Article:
Monday, May 07, 2012

Atom Bombs and Aliens

More often than not, Las Vegas is on our route back and forth to the Northwest.  We’re not particularly fond of Las Vegas; the crowds, traffic, and cigarette smoke annoy us, and we’ve found that in spite of all of their best efforts, casinos all look the same once you’re inside.
We lived here in the late 70s, back when all-you-can eat buffets were $1.99, the downtown was roofless, and playing the nickel slots was an exciting experience.  We didn’t really enjoy our time here; the weather was extreme (the week we arrived it was 110+ every day for a week), but mostly because everyone’s lives seemed to revolve around the gaming industry.  There was a small, really crummy zoo, no museums that are worth mentioning, and a night of culture was to go bowling at the Showboat Casino (two floors of alleys – this was the BIG time!).
So in between stocking up on groceries at Nellis AFB (we stayed at the base campground, our review here), we took a drive around town to see what had changed.  Not much.  Same uncompleted buildings, sidewalks packed with people, pall of cigarette smoke, and people of questionable citizenship handing out flyers for girlie clubs.  We opted instead to visit the National Atomic Testing Museum, one of the newer attractions and one for which I’d scored a half-off Groupon.Atomic Museum Exterior
It was a treat for me to be able to show Brenda some of the things I was involved in while stationed here.  You see, I wasn’t assigned to Nellis AFB, but to a didn’t-really-exist detachment that took me away from home four or five days a week.  Back then, we referred to our workplace as “Mercury”, or if someone was more familiar with the Test Site, “Groom Lake”, or what is now known as “Area 51”. 
Brenda w Robbie the RobotEntering the museum, we were greeted by Robbie the Robot, who of course tried to hit on Brenda.  Unsuccessfully.  The first portion of the museum was filled with exhibits that took you back to the 50s and the Cold War.  For those that didn’t grow up under the shadow

Atomic Museum Display
of a nuclear holocaust, it painted a clear picture of those days – a scary time.  What made the visit special for me was the section on underground testing.  Atomic Museum Display2During underground tests, I would be part of a two-man team that provided air traffic control for the aircraft involved in the test.  We would sit at a console in the control room, which at the time was Stars Wars……a huge wall with live color video of the test site, projections of seismographs, wind information, and other data – sort of like Houston Control.  There were a number of aircraft involved in each test, from helicopters providing video and measuring ground radiation, aircraft measuring winds aloft, and others measuring any pressure wave caused by the test.  Even though the “device” was detonated 3000’ down, there was always a concern that radioactive gas could escape (never happened while I was there).  The suspense was palatable as the countdown progressed, and when the device detonated, you could see the ground wave coming toward the camera, just like a wave in the ocean.  Usually the underground chamber would fall in and form a crater soon after the test, but some took hours, some days, some never cratered.  There was always a lively betting pool on when the crater would occur.  Being able to show what I was involved in after all these years was fun for me – after all, for almost two years I’d come home and when she’d ask me what I did all week I couldn’t tell her.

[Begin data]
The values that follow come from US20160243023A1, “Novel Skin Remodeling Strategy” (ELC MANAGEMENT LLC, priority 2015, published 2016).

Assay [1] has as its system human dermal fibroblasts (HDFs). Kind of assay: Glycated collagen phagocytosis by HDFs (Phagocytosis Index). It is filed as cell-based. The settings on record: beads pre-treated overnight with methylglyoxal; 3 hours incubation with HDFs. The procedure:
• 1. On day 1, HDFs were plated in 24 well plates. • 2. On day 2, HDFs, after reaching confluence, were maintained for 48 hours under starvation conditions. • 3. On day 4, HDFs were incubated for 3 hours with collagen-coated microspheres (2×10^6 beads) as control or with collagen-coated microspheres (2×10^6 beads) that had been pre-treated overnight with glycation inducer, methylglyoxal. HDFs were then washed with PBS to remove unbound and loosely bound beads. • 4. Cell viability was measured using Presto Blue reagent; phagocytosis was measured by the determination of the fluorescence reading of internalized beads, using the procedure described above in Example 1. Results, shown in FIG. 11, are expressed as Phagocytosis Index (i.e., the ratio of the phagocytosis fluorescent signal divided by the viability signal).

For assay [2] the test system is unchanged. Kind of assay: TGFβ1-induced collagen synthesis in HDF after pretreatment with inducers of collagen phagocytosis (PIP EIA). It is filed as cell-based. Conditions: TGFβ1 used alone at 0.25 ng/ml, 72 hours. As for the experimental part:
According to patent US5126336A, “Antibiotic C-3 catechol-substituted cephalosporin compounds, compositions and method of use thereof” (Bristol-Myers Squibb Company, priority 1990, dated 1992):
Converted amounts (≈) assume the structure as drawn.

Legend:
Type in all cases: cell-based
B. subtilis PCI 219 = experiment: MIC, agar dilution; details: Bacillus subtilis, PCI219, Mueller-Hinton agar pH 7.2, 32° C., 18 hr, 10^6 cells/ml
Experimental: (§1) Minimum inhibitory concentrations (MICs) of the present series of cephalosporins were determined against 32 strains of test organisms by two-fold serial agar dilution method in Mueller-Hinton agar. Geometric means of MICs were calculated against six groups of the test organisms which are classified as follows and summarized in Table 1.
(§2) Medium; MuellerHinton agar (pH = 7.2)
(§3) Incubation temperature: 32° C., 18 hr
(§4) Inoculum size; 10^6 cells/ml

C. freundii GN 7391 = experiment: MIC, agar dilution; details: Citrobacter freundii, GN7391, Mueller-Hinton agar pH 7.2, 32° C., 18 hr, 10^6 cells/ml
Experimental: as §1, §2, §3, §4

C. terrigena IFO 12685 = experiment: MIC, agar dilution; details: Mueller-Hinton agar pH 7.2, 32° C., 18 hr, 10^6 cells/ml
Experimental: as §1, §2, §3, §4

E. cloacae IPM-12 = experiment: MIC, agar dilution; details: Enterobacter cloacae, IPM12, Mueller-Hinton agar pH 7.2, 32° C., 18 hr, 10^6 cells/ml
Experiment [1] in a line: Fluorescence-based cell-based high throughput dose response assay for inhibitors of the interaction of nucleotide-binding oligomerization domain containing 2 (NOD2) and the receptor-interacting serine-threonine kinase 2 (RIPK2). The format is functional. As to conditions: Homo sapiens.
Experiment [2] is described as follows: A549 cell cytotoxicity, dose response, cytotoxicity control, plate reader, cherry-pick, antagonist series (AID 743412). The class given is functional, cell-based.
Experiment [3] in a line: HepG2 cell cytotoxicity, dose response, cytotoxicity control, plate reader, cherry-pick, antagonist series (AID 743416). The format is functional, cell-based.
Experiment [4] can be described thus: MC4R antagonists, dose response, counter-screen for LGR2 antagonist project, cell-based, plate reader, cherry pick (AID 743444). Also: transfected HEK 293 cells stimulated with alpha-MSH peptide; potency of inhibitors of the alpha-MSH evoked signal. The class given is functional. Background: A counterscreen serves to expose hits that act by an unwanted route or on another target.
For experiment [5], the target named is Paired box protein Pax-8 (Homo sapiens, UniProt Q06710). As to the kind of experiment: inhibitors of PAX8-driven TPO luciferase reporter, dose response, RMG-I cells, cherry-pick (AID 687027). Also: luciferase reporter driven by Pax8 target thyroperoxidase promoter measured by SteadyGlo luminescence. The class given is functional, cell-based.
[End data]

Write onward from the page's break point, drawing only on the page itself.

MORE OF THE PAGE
But the real fun started when we entered the Area 51 exhibit.  First, we were issued a glow-in-the-dark badge on a lanyard and told not to remove it or we’d be arrested.  Then we entered a room where we were given a briefing by “Mr. Black” and ordered never to tell what we were about to see.  It was a video, and “Mr. Black” looked like Dan Akroyd in his Blues Brothers outfit.  Down the corridor we went, into……..Area 51!
Obviously, no pictures were allowed, but I can tell you that the it was another trip into the past for me.  Some of the projects that I was involved in were described, there were pictures of some of the Russian Migs that were part of our operation, and even pictures of some of the people I worked with.  It took a few years, but Brenda was finally able to see some of what and where it was that I disappeared to each week.  There was a section devoted to the possibility of aliens and captured technology, but as I told Brenda, there were no aliens at Area 51 while I was there.  Although there were some strange-looking people with cone-shaped heads.  But they said they were from France…..
My trip down memory lane ended with a stern warning to forget I was ever there (just like the old days!), a return of our glowing badges, and a stop at the gift shop.  It was an entertaining and interesting –if you’re in the area, it’s worth a visit.
We’re in Oregon now, so come back and see what we’re up to!


  1. If I lived in the northwest, I think they'd have to tear me away. On my trip west, I met my daughter in Vegas and hated every moment of it--stayed on a cement slab in Boulder City--Hoover Dam was nice to see, but that was it.

    I'm glad I found your blog--I see you've been in a number of places that I love, and many that I'd like to see.

    Enjoy your travels.

  2. Crap...we were going to go to that museum but ran out of time. Thanks for at least letting us know that it will be worth going back to.
    I read about Area 51 and thought that would probably be the highlight of our visit. Glad to hear it was great. Glad you had some wonderful memories and Brenda can share some of those with you now.